Dioscorea villosa (Wild Yam)

Plant Info
Also known as: Yam-root, Colic Root
Genus:Dioscorea
Family:Dioscoreaceae (Yam)
Life cycle:perennial
Origin:native
Habitat:part shade, sun; moist to dry, sandy to rocky soil; woods, thickets, fencerows, shorelines, bluffs, railroads
Bloom season:June - July
Plant height:6 to 15 feet
Wetland Indicator Status:GP: FAC MW: FAC NCNE: FAC
MN county distribution (click map to enlarge):Minnesota county distribution map
National distribution (click map to enlarge):National distribution map

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Detailed Information

Flower: Flower shape: 6-petals Cluster type: panicle Cluster type: raceme

[photo of male flowers] Dangling clusters of nearly stalkless flowers arising from the leaf axils, with male and female flowers on separate plants. Flowers of both are about 1/8 inch across, yellowish to greenish white, saucer-shaped with 6 tepals (petals and similar sepals). Male clusters are 1 to 12 inches long, usually forked or branched, the flowers with 6 short, yellow stamens and strung along the cluster stalk in groups of 1 to 3.

[photo of female flowers] Female clusters are 1 to 8 inches long and unbranched, the flowers single and spaced ¼ to ½ inch apart, each flower sitting at the tip of an ovary about 1/3 inch long with 3 broad wings.

Leaves and stems: Leaf attachment: alternate Leaf attachment: whorl Leaf type: simple

[photo of leaves] Leaves are mostly alternate, though may be whorled or nearly so near the base of the plant, 1 to 5 inches long, ¾ to 5 inches wide, heart-shaped, sharply pointed at the tip, with 7 to 11 deep veins radiating from the base and a hairless stalk up to 6 inches long that may be ridged or narrowly winged, sometimes with a few hairs where the stalk joins the blade. Leaf edges are toothless and sometimes a bit wavy. The upper surface hairless and the lower variously hairy, sometimes hairless or glandular. Color is light to medium green. Stems are little branched, leafy, grooved or narrowly winged, mostly hairless, lack tendrils and twine around other vegetation for support, and spreads by seed or branching rhizomes.

Fruit: Fruit type: capsule/pod

[photo of fruit] The ovary expands to about 1 inch long as fruit develops, forming a broadly-winged, 3-sectioned capsule, each section containing 2 seeds, sometimes only 1. The capsule ripens from green to brown in fall.

Notes:

Wild Yam is a pretty vine; while the dangling flower clusters aren't particularly showy, the heart-shaped leaves are interesting and the fruit distinctive, and distinguish it from other vining plants in Minnesota. There is considerable variation in leaf size, degree of hairiness, leaf arrangement near the base of the stem, capsule and seed size and shape, and stem characteristics; some attempts have been made to separate the species into distinct varieties but they have not held up. Wild Yam has long been used medicinally to treat a wide variety of conditions and ailments, though at least one study shows it may cause kidney damage. Buyer beware.

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More photos

Photos by K. Chayka taken at Wild River State Park, Chisago County. Photos courtesy Peter M. Dziuk taken at Falls Creek SNA and William O'Brien State Park, Washington County.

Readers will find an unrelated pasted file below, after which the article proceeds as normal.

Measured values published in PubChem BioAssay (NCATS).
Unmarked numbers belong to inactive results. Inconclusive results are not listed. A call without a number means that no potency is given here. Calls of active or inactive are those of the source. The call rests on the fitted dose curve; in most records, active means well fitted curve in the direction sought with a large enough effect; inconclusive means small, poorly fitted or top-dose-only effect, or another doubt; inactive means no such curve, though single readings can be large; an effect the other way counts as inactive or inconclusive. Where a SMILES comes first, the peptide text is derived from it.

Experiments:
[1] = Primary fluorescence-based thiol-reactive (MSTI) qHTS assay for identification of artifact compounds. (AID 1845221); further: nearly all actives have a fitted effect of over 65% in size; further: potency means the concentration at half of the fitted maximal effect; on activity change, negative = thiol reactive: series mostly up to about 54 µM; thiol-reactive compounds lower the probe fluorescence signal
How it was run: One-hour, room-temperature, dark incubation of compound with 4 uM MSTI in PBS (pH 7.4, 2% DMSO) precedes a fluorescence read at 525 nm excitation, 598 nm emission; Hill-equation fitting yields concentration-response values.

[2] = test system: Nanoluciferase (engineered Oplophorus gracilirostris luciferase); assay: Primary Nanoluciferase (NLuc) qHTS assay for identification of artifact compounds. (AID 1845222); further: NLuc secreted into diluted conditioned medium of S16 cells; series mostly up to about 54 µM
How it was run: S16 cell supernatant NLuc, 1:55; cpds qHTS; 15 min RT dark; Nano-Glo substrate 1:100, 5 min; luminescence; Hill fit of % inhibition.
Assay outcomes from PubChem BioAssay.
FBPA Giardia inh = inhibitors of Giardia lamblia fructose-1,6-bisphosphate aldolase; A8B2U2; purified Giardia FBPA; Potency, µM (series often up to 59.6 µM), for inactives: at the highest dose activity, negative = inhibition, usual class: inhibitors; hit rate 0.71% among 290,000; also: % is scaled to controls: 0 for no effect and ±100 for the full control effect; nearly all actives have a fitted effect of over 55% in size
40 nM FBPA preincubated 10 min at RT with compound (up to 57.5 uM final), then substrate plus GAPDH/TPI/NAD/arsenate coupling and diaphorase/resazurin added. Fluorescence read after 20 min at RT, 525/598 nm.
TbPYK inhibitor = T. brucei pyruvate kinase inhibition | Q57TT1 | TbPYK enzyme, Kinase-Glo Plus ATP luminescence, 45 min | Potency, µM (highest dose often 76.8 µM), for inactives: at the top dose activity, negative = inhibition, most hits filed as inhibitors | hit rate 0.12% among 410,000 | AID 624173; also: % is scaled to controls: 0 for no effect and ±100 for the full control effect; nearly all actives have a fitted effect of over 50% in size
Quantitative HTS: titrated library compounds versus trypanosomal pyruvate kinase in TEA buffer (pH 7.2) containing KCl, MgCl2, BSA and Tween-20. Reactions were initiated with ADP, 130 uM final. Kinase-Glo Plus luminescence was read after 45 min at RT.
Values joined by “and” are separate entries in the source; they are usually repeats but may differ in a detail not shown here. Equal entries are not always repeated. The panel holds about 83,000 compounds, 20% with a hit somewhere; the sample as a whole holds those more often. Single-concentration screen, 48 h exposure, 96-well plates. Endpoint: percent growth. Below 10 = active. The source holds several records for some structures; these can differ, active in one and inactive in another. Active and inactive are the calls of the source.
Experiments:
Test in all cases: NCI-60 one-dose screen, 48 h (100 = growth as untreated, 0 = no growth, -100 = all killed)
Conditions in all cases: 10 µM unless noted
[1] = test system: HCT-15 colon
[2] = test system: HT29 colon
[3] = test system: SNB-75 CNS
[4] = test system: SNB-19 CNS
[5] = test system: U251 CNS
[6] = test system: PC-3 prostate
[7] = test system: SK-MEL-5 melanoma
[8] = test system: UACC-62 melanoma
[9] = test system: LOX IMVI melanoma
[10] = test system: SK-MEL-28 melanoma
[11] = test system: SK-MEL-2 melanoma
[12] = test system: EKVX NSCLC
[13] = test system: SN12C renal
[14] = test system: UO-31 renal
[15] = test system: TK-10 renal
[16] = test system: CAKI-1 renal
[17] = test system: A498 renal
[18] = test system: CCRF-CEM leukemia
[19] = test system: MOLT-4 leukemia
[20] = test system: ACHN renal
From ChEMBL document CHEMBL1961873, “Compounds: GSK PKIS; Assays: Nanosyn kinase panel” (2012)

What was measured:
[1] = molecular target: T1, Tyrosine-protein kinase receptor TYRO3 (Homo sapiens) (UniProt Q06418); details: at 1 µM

Comments

Have you seen this plant in Minnesota, or have any other comments about it?

Posted by: Elizabeth T - Carroll's Woods Park, Rosemount Mn
on: 2017-08-12 20:49:04

Delighted to find this in Carroll's Woods and also in woods just north of Mt. Olivet Retreat Center (nw of Castle Rock)

Posted by: Pat Espeset - Rochester
on: 2019-06-11 10:19:04

We have a wooded hillside behind our church which we've worked on diligently to remove buckthorn. We've made significant progress on that front.

We'd noticed this unique little vine a couple years ago along the edge of the woods, which we ID'ed as wild yam. Now that the woods are cleared of much of the buckthorn and open to a lot more light, the wild yam has moved aggressively from the edge of the woods into the wooded hillside. It's sending up shoots everywhere and covering anything it can grab on to, including the other natives that we've been delighted to discover in our woods.

I haven't come across an article about how invasive it is. But in our situation it is out of control and more concerning to me than the buckthorn was. Are we the only ones who see it as invasive?

Posted by: K. Chayka
on: 2019-06-12 07:43:19

Pat, are you certain it's wild yam and not some other vine? I'm not aware of any reports that it is overly aggressive, though many native vines can be that way in cultivation.

Posted by: Bill Carter - Rochester
on: 2019-07-30 11:56:28

I visited the Rochester church site that Pat posted about earlier. It is indeed Dioscorea villosa and in some areas it's completely covering the ground. Buckthorn had choked out smaller trees so with those gone there is no where for the vine to go. Pat has offered to let me harvest the seed and I will also remove some roots for transplanting elsewhere. I believe this is just a temporary problem and other plants will fill in. Cheers to Pat and the church for working to restore this area!

Posted by: Mike Kraemer - Burnsville - Alimagnet Park
on: 2019-09-25 22:53:08

I spotted the dried fruit while walking the trail. I had no idea what it was but this site quickly helped me figure it out. The 3 sectioned fruit is unmistakable.

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